I quit my job about 2 months ago to take a break, to jump out of a moving train that seemed to be going forward with or without me doing much. I had a few ideas of what I wanted to do next, but most importantly, I wanted to feel like I have control over my days and over my actions. I wanted to feel the rapid and direct impact of my own choices. 2 months in and I have some observations of how this feels. Apologies if some of them do feel like “duh!”. I think this is one of those insights that we kind of know, but we don’t really know until we experience them.
I’ll start with the not so great parts …
You can easily lose the structure in your life
You finally got complete control of your life, you say? You work on stuff you care about and suddenly it doesn’t feel like a job if you’re enjoying your work, right? It’s only a small step away from working any time of the day..and night. Not being accountable to anyone and choosing your own schedule can be great, also destructive. I’ve been struggling myself to keep a discipline and haven’t yet cracked it.
It feels lonely sometimes
You are working from home, coffee shops, restaurants, but still on your own. After a while, it can start feeling lonely. I guess the secret is to socialize as much as possible. Target meetups and events where you can meet people who can also help you in your business. Another way you can be around peers is to find coworking spaces or work alongside friends who are in the same situation as you are.
You get distracted easily
With so many choices of things you can do (and so much creativity), you can easily de-focus. Temptations to do this and try that, sometimes completely out of your scope or even domain, they lurk at every corner. You will give in to some because “it will only take me 2 mins” or “this might be interesting to try” or simply because they are more comfortable than whatever you are doing. Unless you have a structure and a system in place, these things will just slow you down or make you detour.
No more comfort
Yeah, everything is new and nothing you feel comfortable with. If you’re used to being in front of a computer all day, then you’ll find yourself in need to use a lot of your social skills. If you were used to selling, you’ll find yourself doing product development and marketing. If you were used to doing marketing, you will find yourself doing software development haha. Maybe not really development, but at least using some kind of wordpress or wix to just develop a landing page. You get the idea!
You are nobody
This is the most horrific one. As opposed to before when you had a role and a status attached to yourself – within a group and in your mirror – now you are starting from scratch. You are every role in your own team and you are a nobody with a “crazy” idea to the outside world. You barely have any data to convince anyone that you know what you are talking about.
And now the great…
You start appreciating any help from others
Having worked most of my life in established companies, as part of different teams, working on my own is definitely a big change. All the help I was receiving “for free” when employed, obviously, I was taking for granted 😛 . All the skills, talent, can-do attitude and urgency you find in the people around you in a job is now gone. Only once you’re on your own and you genuinely realize you need help to achieve anything, do you also acknowledge how important community is.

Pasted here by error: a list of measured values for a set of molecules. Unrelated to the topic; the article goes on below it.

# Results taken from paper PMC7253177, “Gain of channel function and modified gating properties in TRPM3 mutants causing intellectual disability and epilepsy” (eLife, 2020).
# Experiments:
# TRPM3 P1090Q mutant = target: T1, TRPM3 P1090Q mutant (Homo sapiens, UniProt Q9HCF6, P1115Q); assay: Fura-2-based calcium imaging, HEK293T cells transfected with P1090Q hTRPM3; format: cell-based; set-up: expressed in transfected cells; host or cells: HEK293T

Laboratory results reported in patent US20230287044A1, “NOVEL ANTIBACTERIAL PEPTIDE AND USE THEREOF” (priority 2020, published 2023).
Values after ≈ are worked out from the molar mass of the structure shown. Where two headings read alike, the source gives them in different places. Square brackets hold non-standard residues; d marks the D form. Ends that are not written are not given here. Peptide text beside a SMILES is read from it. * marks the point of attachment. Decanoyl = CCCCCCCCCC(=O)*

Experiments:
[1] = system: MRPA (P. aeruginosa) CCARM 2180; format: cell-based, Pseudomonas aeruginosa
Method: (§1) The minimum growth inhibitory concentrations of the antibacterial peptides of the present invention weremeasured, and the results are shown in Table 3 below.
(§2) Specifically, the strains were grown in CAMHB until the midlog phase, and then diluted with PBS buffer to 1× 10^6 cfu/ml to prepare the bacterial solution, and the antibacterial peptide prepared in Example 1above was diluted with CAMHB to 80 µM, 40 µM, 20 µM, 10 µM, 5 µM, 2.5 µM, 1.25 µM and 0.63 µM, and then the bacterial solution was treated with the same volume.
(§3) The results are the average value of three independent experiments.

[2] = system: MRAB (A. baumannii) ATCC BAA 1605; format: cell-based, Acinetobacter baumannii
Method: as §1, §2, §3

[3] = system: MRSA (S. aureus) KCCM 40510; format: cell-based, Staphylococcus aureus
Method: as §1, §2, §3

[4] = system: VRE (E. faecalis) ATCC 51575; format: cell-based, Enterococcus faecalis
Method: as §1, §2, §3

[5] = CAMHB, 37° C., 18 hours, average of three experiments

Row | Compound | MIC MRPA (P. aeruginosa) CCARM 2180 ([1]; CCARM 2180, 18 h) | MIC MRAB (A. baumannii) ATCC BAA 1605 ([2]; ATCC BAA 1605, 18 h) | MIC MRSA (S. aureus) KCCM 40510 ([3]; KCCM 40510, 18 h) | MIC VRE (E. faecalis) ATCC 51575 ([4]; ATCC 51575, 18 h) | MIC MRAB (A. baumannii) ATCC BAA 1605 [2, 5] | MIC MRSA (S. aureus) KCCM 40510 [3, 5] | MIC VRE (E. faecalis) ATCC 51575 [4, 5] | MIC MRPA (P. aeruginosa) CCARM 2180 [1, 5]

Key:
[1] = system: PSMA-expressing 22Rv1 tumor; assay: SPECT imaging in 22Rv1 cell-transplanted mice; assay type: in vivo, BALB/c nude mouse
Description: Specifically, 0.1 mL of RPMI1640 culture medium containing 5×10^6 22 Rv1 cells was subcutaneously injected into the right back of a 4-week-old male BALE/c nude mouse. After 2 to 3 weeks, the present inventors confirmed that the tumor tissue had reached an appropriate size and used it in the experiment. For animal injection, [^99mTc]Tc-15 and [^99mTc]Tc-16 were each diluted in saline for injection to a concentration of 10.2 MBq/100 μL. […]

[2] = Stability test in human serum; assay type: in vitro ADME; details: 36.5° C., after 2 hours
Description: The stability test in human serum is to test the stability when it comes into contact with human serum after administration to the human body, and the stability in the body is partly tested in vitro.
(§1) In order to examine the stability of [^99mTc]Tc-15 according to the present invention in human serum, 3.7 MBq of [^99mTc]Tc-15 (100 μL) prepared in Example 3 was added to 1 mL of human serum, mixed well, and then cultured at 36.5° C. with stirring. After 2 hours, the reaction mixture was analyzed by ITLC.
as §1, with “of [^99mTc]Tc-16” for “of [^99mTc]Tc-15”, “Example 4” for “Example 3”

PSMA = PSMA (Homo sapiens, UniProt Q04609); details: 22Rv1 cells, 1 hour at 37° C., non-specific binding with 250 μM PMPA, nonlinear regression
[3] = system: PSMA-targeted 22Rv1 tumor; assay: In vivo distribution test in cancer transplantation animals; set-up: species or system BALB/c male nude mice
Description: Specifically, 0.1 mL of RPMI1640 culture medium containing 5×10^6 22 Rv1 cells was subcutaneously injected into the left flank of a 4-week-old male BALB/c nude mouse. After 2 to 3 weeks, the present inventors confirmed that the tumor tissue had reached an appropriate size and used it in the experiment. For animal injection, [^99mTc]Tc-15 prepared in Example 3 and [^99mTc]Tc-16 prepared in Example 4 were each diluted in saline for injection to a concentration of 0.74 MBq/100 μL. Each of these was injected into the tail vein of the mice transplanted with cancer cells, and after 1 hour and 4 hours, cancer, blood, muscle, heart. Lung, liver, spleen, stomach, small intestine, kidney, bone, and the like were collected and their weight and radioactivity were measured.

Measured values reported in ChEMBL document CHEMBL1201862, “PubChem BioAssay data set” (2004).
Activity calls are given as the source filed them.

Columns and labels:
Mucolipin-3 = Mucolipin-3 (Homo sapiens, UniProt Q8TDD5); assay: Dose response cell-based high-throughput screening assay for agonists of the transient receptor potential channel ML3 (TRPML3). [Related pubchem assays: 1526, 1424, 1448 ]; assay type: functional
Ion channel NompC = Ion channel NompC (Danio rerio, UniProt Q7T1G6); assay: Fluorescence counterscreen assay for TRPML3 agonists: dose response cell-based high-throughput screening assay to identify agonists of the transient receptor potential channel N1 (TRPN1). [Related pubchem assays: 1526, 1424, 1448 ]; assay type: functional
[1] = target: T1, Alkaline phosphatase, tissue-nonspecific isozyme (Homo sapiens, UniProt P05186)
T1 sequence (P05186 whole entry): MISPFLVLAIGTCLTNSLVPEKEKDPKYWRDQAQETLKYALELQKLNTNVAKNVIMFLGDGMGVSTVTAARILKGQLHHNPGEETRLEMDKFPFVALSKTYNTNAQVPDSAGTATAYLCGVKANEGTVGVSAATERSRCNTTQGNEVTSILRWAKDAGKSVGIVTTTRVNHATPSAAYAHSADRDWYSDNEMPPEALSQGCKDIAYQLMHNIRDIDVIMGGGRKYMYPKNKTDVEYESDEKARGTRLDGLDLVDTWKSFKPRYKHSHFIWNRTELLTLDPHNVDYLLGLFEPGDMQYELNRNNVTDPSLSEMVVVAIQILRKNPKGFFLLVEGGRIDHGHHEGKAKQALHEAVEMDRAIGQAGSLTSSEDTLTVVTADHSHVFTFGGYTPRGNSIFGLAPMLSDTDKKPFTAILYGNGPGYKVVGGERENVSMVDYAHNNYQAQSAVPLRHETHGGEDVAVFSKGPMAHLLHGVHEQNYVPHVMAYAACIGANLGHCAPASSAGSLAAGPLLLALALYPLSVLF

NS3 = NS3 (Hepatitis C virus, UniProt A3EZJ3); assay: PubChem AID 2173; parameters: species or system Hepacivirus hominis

You start appreciating the moving pieces in a working company
I think we take a lot of things for granted when we are employed. Like with everything in life, we tend to not appreciate what we have and just complain about the smallest things we don’t have. We forget that a group of people worked really hard to set up the company you work for and even though it seems like your company is magically making money, it is because of all the hard work people before you put in. Things happen by “magic” because that momentum has been established through hard work and it is only through human intervention that keeps the machine oiled and moving. So, be happy you are part of that mechanism, even though you are just a small wheel or bolt. Appreciate the company is making enough money for your salary and that through the “magic” in place, you are ensured the security of tomorrow.
You get to know yourself better
If you’ve always had a comfortable job working within a team, you don’t know how you deal with restriction or even abundance (it can go both ways). Whether it’s financial, time-related, social, you most probably have not experienced a lack or abundance of any of that. Starting on your own will in most cases put you in those situations and you’llbe susprised to find a new you.
You see how much it was you and how much the rest of the world
Being part of a team/company/group always gives you the excuse of something not working out because of something/someone else. Some things really don’t fall under your control. Well, running your own business suddenly is in big part under your control. You make the right choices, things happen for you. You make the wrong choices or you don’t make any, you will see the impact quite quickly. Consequences are generated by you. No more excuses.
Lots of choices
Suddenly you can do any of 100 things (sometimes even more). It’s great, just make sure you don’t get distracted!
You learn to survive
In times of restriction, you get creative and veeeery resourceful on how you can bring money in.
You meet a lot of new people
You do a lot of networking, which means you get to meet like-minded people. I find this very interesting. There is a whole world out there of people who try to make it on their own. They might struggle, they might succeed only in 1% of the cases, but they sure are interesting people to talk to.